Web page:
The great Nkosi Sikelela rip-off

2012-06-17 15:30
Charl Blignaut, City Press
Johannesburg - South Africa’s national anthem is a cash cow – but it is foreign singers and international publishing companies who are milking Nkosi Sikelel’iAfrica for all it’s worth.

The global music industry – including the likes of Belgian singer Helmut Lotti – is making an estimated R100m a year off the anthem by listing versions of Nkosi Sikelel’iAfrica on a powerful and secretive international rights collection network called CIS-Net.

The government, meanwhile, says the state owns the national anthem on behalf of all South Africans – yet admits that it is not collecting a cent.

City Press gained access to information from the world’s most powerful music database, CIS-Net by FastTrack, drawn at the end of 2010 after a slew of new anthems emerged on the market in the years leading up to the FIFA World Cup.

It indicates that there are 61 claimants on royalties for Nkosi Sikelel’iAfrica or any derivative of the name, including National Anthem of South Africa.

This is backed up by information on the International Standard Musical Work Code database, as well as others seen by City Press.

The government’s name, however, could not be found.

Because the state appears not to have protected the various performance and mechanical rights payable to the 1994 version, it has opened a loophole that is easy for individuals to exploit, knowingly or unwittingly.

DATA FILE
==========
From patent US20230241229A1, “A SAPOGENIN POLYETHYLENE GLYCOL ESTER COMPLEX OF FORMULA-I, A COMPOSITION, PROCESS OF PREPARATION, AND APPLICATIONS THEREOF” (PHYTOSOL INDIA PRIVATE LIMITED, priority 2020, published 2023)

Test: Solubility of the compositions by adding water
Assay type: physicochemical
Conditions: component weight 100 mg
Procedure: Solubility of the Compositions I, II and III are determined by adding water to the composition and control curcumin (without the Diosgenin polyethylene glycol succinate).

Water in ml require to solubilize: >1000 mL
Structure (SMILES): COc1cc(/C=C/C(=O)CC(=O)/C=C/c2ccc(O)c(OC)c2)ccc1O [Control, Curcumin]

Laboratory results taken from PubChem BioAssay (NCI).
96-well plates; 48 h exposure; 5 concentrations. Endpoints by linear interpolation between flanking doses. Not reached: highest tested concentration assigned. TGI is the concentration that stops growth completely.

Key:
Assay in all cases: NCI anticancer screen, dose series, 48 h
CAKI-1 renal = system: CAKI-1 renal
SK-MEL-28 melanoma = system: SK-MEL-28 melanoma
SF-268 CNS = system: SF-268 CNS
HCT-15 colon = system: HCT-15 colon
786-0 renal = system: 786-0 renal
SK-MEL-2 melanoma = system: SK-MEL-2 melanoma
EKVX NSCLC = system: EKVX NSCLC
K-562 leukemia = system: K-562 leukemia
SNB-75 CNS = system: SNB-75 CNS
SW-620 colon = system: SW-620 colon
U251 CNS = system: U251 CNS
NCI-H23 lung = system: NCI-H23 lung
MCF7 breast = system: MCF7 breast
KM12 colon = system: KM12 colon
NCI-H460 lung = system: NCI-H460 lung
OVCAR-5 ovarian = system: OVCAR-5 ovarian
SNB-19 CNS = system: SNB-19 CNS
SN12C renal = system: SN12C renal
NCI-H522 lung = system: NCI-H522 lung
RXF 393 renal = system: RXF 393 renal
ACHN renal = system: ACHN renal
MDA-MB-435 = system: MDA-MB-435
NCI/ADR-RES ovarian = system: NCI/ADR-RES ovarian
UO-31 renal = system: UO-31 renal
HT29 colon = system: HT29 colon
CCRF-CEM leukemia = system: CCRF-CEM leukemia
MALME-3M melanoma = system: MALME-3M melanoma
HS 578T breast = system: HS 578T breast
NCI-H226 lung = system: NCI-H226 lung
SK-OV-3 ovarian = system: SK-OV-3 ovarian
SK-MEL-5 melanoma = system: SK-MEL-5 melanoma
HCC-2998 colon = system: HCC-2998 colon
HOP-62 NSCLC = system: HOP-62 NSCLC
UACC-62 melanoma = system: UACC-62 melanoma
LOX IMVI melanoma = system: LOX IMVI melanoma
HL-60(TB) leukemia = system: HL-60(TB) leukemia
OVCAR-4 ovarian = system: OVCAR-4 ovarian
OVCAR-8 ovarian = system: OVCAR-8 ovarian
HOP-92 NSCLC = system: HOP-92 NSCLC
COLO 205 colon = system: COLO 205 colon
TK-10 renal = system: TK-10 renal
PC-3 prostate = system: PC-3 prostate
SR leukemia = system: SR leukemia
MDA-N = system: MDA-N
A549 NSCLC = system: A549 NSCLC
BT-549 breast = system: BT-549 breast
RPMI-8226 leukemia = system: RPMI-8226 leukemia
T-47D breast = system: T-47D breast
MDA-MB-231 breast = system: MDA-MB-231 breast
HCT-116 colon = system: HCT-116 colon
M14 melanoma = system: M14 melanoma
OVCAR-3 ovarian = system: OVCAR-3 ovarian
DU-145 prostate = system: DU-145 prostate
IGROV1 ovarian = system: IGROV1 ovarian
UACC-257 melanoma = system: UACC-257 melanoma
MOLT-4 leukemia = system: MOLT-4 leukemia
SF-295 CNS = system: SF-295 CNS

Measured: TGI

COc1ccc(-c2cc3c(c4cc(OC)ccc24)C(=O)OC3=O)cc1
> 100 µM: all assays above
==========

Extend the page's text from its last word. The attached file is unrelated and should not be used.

Comments

  • Lindelwa - 2012-06-17 11:25

    Not surprised, we have a stupid government that does not know what it is doing. Other countries take arts, culture and heritage very seriously; what does our arts, culture & heritage minister do? except name streets. A nation that does not value its heritage is doomed, it will be assimilated by other cultures.

      braamc - 2012-06-17 15:40

      Can't agree more

      Dave - 2012-06-17 15:46

      The first sentence of your comment says it all, for all aspects.

      fussed.anderson - 2012-06-17 16:12

      They protect the wrong song. Try singing the old one and they soon enough stop you.

  • stuart.steedman - 2012-06-17 13:58

    Really, anthems should be in the public domain. Ridiculous.

  • Sekwati - 2012-06-17 15:53

    somebody in government is quiet aware of this believe me...someone must be fired...

      ivan.plooy - 2012-06-17 16:49

      Who ever it may be in the ANC Government is obviously receiving a Black Merc or Bmw plus a few more benefits.

  • tony.kirby1 - 2012-06-17 16:19

    Would not be surprized if the odd company/persons attached to L/house in JHB are collecting the momey.

  • Andrew - 2012-06-22 14:05

    Owen Dean (intellectual property law at Stellenbosch) on http://www.bizcommunity.com/Article/196/547/77136.html sê die volgende: The only persons who can claim rights in, or royalties (from) the current national anthem are the heirs of M L de Villiers for use of the melody of Die Stem, and Jean Rudolph, for the use of the English words in the national anthem and the use of the anthem as a composite. Nkosi is not a national cash cow from which the South African Government can, or ought to, derive wealth. Nor does it belong to anyone else. It may be part of our heritage but it is free for use for all. No one, not the South African Government nor the 61 pretenders, can monopolise or appropriate it.

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